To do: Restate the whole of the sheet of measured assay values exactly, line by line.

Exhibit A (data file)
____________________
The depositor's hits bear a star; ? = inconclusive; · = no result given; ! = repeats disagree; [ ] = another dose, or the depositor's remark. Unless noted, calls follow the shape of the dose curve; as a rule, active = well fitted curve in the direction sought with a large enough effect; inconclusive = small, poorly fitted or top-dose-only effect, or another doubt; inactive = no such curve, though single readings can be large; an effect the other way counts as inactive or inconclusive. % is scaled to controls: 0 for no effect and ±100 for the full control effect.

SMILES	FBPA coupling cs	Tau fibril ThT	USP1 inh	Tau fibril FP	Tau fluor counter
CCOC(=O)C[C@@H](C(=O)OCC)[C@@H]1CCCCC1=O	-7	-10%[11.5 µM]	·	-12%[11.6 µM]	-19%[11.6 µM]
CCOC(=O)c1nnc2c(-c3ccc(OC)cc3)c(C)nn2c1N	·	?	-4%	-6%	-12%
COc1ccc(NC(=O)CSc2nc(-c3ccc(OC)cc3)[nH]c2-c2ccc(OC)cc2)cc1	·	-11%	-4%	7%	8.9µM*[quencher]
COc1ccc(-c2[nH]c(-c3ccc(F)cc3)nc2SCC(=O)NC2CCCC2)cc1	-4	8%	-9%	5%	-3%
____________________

The depositor's hits bear a star; ? = inconclusive; · = no result given; ! = repeats disagree; [ ] = another dose, or the depositor's remark. Unless noted, calls follow the shape of the dose curve; as a rule, active = well fitted curve in the direction sought with a large enough effect; inconclusive = small, poorly fitted or top-dose-only effect, or another doubt; inactive = no such curve, though single readings can be large; an effect the other way counts as inactive or inconclusive. % is scaled to controls: 0 for no effect and ±100 for the full control effect.

SMILES	FBPA coupling cs	Tau fibril ThT	USP1 inh	Tau fibril FP	Tau fluor counter
CCOC(=O)C[C@@H](C(=O)OCC)[C@@H]1CCCCC1=O	-7	-10%[11.5 µM]	·	-12%[11.6 µM]	-19%[11.6 µM]
CCOC(=O)c1nnc2c(-c3ccc(OC)cc3)c(C)nn2c1N	·	?	-4%	-6%	-12%
COc1ccc(NC(=O)CSc2nc(-c3ccc(OC)cc3)[nH]c2-c2ccc(OC)cc2)cc1	·	-11%	-4%	7%	8.9µM*[quencher]
COc1ccc(-c2[nH]c(-c3ccc(F)cc3)nc2SCC(=O)NC2CCCC2)cc1	-4	8%	-9%	5%	-3%